So I get a bit frustrated when I watch these alternative outlets as they leave the viewer/reader with no way forward.  It appears to me that Democracy Now and publications like In These Times and Mother Jones, the Nation etc are simply muckrakers.  I accept that they publish information that is useful, but we need more than that or it adds to the helplessness people feel, that feeling that you can't change city hall. Anyway, most workers do not read these publications.

Reports like these should wage a savage war against the liberal wing of the capitalist class represented by the Democrats.  They should make a stand on the need for a mass workers' party as an alternative to the two capitalist parties and call for the labor leadership to break from their Democratic friends.  These media outlets report on a development like the Sawant campaign that stands for independent political action and a united working class movement but they don't help to advance the idea particularly.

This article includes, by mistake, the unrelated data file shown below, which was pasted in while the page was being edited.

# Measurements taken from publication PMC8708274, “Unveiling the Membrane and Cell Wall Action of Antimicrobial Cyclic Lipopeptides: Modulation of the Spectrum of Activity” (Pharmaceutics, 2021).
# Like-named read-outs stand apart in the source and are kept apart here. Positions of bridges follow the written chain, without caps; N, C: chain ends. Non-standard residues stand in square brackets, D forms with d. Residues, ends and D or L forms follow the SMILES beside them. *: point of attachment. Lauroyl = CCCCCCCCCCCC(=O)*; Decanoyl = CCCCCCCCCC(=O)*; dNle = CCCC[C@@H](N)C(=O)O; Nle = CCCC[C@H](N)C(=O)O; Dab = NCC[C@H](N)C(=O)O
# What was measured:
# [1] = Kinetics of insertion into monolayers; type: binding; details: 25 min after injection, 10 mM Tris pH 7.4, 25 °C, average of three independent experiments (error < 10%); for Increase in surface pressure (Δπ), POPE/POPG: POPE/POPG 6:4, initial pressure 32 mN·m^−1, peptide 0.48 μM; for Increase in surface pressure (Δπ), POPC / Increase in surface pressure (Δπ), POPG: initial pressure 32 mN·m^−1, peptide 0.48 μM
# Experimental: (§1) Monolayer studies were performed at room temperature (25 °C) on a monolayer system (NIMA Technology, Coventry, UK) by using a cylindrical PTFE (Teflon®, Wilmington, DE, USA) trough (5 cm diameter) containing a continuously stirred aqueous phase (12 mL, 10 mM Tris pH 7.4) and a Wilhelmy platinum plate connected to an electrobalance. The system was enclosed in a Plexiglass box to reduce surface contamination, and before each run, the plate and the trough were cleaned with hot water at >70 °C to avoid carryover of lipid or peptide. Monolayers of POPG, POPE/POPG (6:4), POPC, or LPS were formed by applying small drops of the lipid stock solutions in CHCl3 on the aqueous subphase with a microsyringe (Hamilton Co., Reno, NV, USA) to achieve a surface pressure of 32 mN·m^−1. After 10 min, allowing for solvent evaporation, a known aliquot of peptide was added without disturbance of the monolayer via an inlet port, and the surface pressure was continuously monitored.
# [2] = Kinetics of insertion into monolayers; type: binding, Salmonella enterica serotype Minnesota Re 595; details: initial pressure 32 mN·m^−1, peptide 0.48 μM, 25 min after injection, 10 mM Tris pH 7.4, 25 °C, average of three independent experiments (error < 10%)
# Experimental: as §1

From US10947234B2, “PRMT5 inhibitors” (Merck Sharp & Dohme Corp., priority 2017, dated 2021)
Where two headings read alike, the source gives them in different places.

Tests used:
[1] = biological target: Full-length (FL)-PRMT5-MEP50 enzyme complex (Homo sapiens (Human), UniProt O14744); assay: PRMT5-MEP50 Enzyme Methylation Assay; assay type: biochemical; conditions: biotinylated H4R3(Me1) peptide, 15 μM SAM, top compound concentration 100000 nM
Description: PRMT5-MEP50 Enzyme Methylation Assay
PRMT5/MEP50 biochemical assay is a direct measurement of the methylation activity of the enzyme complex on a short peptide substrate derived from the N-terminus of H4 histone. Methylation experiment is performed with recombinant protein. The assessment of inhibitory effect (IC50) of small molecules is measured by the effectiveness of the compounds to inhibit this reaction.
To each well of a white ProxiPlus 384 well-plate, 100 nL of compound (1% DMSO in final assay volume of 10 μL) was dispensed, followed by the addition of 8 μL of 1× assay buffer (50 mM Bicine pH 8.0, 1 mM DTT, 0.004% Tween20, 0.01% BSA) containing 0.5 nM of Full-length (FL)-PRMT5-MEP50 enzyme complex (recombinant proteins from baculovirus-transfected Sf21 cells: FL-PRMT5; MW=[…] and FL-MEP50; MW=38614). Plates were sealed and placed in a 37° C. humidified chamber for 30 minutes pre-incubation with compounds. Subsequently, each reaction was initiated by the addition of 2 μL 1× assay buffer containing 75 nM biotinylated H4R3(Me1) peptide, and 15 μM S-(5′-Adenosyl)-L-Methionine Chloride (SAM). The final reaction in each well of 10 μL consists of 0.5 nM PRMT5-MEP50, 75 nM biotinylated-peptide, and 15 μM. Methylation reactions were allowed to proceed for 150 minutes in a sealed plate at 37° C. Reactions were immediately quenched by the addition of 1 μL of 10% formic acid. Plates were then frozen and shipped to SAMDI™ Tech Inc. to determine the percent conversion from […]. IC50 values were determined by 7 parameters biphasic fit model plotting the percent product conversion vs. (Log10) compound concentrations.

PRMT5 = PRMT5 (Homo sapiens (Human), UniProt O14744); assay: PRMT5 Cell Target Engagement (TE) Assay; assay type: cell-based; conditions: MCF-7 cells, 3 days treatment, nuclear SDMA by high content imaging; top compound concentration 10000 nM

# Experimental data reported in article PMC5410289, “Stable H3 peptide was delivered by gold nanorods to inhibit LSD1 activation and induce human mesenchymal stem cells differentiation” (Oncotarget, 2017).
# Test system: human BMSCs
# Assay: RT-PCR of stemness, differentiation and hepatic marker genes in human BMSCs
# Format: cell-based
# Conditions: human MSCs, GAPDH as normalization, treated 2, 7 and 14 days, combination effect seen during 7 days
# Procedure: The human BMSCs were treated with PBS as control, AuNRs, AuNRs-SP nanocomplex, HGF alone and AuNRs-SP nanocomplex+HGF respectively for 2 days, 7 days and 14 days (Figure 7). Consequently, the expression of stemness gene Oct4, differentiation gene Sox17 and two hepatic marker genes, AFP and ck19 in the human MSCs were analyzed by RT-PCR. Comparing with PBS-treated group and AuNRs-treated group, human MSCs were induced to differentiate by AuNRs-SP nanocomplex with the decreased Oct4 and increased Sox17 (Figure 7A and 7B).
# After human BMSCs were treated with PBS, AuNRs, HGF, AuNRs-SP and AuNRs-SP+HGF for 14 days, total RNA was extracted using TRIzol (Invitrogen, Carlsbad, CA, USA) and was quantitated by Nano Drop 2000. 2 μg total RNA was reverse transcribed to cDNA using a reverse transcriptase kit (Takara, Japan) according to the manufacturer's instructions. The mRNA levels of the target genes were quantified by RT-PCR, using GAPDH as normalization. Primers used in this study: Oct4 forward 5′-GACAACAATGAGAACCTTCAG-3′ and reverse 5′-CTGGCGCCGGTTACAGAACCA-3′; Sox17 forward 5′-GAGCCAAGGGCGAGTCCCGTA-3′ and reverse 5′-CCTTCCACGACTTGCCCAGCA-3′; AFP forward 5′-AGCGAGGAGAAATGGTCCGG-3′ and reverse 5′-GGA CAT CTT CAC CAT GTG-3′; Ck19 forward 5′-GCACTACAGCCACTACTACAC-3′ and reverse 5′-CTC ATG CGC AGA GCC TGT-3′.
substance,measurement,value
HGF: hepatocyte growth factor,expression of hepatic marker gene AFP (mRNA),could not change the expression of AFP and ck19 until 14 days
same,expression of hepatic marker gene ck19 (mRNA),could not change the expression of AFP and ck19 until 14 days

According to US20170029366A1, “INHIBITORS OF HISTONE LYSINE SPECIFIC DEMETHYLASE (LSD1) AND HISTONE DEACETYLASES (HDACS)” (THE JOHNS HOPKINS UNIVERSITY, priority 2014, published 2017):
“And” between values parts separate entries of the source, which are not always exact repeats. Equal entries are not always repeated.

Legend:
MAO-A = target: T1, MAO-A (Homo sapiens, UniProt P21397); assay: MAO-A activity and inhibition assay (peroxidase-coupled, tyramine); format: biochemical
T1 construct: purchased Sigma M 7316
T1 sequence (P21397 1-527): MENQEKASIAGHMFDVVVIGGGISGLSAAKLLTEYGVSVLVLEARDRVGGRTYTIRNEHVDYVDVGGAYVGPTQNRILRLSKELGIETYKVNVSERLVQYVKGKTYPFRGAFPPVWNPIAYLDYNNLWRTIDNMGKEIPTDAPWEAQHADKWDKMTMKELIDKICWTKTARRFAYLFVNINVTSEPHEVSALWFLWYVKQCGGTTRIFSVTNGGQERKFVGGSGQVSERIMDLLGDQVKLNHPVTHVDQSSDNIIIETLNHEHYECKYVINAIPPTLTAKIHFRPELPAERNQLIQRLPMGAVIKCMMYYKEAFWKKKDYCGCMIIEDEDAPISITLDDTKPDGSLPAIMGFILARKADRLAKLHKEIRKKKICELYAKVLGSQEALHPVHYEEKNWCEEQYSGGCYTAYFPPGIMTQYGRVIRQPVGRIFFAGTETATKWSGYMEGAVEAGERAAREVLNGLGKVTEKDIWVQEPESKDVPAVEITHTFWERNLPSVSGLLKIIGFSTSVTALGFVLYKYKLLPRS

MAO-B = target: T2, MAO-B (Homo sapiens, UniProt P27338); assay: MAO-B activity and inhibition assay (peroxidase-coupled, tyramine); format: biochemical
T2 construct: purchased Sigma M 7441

I accept that they are not socialist outfits, that they more accurately represent the views of the liberal middle class.  But Sawant's success in Seattle shows that there is a mood for change out there. And environmental catastrophe is a major issue on people's minds.  This spill in to the Elk River will affect the Ohio River also as it runs in to it.

I don't want to burst bubbles but at times they leave me groping for more.